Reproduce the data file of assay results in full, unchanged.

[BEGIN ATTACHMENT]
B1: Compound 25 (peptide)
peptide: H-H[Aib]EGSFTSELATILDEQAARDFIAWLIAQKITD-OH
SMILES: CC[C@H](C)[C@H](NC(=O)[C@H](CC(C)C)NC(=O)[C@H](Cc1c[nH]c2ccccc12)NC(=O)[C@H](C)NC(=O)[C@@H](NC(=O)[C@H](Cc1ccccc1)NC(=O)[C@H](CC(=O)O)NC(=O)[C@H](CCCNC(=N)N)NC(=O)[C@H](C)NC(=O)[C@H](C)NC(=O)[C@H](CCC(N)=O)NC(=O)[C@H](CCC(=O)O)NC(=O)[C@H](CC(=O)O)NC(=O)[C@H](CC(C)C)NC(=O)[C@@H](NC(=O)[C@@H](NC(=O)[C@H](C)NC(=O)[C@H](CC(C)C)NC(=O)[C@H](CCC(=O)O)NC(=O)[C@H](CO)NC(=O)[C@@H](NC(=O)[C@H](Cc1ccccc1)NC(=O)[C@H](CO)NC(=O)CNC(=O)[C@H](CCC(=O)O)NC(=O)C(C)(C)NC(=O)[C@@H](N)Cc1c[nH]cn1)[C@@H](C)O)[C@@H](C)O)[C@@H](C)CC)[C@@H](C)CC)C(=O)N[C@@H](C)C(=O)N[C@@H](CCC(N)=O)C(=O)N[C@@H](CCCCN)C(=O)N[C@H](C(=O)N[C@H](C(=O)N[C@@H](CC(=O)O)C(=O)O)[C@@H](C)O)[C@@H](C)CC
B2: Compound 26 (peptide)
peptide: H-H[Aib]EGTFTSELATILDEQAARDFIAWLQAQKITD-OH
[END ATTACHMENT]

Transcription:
B1: Compound 25 (peptide)
peptide: H-H[Aib]EGSFTSELATILDEQAARDFIAWLIAQKITD-OH
SMILES: CC[C@H](C)[C@H](NC(=O)[C@H](CC(C)C)NC(=O)[C@H](Cc1c[nH]c2ccccc12)NC(=O)[C@H](C)NC(=O)[C@@H](NC(=O)[C@H](Cc1ccccc1)NC(=O)[C@H](CC(=O)O)NC(=O)[C@H](CCCNC(=N)N)NC(=O)[C@H](C)NC(=O)[C@H](C)NC(=O)[C@H](CCC(N)=O)NC(=O)[C@H](CCC(=O)O)NC(=O)[C@H](CC(=O)O)NC(=O)[C@H](CC(C)C)NC(=O)[C@@H](NC(=O)[C@@H](NC(=O)[C@H](C)NC(=O)[C@H](CC(C)C)NC(=O)[C@H](CCC(=O)O)NC(=O)[C@H](CO)NC(=O)[C@@H](NC(=O)[C@H](Cc1ccccc1)NC(=O)[C@H](CO)NC(=O)CNC(=O)[C@H](CCC(=O)O)NC(=O)C(C)(C)NC(=O)[C@@H](N)Cc1c[nH]cn1)[C@@H](C)O)[C@@H](C)O)[C@@H](C)CC)[C@@H](C)CC)C(=O)N[C@@H](C)C(=O)N[C@@H](CCC(N)=O)C(=O)N[C@@H](CCCCN)C(=O)N[C@H](C(=O)N[C@H](C(=O)N[C@@H](CC(=O)O)C(=O)O)[C@@H](C)O)[C@@H](C)CC
B2: Compound 26 (peptide)
peptide: H-H[Aib]EGTFTSELATILDEQAARDFIAWLQAQKITD-OH